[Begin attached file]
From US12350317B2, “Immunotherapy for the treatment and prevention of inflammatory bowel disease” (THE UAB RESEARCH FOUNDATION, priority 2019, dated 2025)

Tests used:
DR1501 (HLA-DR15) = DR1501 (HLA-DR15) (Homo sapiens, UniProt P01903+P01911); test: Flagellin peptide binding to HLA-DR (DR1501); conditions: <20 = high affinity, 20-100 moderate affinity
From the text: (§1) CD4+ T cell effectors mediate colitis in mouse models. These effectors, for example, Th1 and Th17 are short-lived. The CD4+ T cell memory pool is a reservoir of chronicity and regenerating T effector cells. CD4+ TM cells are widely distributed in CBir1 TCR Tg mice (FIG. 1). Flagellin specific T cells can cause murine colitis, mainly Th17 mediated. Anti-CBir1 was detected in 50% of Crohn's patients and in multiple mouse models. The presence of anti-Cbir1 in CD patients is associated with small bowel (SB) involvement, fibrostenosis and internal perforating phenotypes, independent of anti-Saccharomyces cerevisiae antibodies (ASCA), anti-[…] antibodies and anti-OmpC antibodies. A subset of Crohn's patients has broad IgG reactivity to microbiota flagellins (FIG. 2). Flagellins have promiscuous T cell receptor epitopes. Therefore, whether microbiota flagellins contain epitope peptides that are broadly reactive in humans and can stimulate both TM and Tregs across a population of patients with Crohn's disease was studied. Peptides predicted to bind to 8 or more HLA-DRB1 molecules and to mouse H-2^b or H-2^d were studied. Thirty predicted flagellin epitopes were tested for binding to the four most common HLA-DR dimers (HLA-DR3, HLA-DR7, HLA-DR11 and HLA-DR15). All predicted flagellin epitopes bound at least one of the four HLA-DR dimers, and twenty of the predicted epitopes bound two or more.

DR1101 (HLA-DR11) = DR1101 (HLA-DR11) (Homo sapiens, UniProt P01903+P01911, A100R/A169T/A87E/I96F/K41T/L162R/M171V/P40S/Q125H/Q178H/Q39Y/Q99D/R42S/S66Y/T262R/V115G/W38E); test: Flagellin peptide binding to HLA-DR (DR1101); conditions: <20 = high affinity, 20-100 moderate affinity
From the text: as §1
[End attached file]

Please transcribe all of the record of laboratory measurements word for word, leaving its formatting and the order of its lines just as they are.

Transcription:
From US12350317B2, “Immunotherapy for the treatment and prevention of inflammatory bowel disease” (THE UAB RESEARCH FOUNDATION, priority 2019, dated 2025)

Tests used:
DR1501 (HLA-DR15) = DR1501 (HLA-DR15) (Homo sapiens, UniProt P01903+P01911); test: Flagellin peptide binding to HLA-DR (DR1501); conditions: <20 = high affinity, 20-100 moderate affinity
From the text: (§1) CD4+ T cell effectors mediate colitis in mouse models. These effectors, for example, Th1 and Th17 are short-lived. The CD4+ T cell memory pool is a reservoir of chronicity and regenerating T effector cells. CD4+ TM cells are widely distributed in CBir1 TCR Tg mice (FIG. 1). Flagellin specific T cells can cause murine colitis, mainly Th17 mediated. Anti-CBir1 was detected in 50% of Crohn's patients and in multiple mouse models. The presence of anti-Cbir1 in CD patients is associated with small bowel (SB) involvement, fibrostenosis and internal perforating phenotypes, independent of anti-Saccharomyces cerevisiae antibodies (ASCA), anti-[…] antibodies and anti-OmpC antibodies. A subset of Crohn's patients has broad IgG reactivity to microbiota flagellins (FIG. 2). Flagellins have promiscuous T cell receptor epitopes. Therefore, whether microbiota flagellins contain epitope peptides that are broadly reactive in humans and can stimulate both TM and Tregs across a population of patients with Crohn's disease was studied. Peptides predicted to bind to 8 or more HLA-DRB1 molecules and to mouse H-2^b or H-2^d were studied. Thirty predicted flagellin epitopes were tested for binding to the four most common HLA-DR dimers (HLA-DR3, HLA-DR7, HLA-DR11 and HLA-DR15). All predicted flagellin epitopes bound at least one of the four HLA-DR dimers, and twenty of the predicted epitopes bound two or more.

DR1101 (HLA-DR11) = DR1101 (HLA-DR11) (Homo sapiens, UniProt P01903+P01911, A100R/A169T/A87E/I96F/K41T/L162R/M171V/P40S/Q125H/Q178H/Q39Y/Q99D/R42S/S66Y/T262R/V115G/W38E); test: Flagellin peptide binding to HLA-DR (DR1101); conditions: <20 = high affinity, 20-100 moderate affinity
From the text: as §1